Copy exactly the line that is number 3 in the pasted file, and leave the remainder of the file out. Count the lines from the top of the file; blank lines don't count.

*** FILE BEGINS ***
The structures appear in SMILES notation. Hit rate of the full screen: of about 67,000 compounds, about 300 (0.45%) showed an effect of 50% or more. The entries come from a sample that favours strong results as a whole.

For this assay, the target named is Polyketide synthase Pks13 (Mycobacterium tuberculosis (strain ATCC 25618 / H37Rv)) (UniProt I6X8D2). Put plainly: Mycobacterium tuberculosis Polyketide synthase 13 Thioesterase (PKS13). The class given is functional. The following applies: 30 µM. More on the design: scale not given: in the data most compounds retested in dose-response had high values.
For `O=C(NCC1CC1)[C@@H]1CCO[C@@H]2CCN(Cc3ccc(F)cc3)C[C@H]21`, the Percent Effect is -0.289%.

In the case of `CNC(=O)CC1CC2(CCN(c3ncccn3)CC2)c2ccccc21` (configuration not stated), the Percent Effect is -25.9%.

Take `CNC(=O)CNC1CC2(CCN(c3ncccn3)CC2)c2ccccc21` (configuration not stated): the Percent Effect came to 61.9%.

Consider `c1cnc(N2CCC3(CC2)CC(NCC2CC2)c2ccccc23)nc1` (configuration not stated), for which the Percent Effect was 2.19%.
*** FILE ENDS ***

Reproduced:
For `O=C(NCC1CC1)[C@@H]1CCO[C@@H]2CCN(Cc3ccc(F)cc3)C[C@H]21`, the Percent Effect is -0.289%.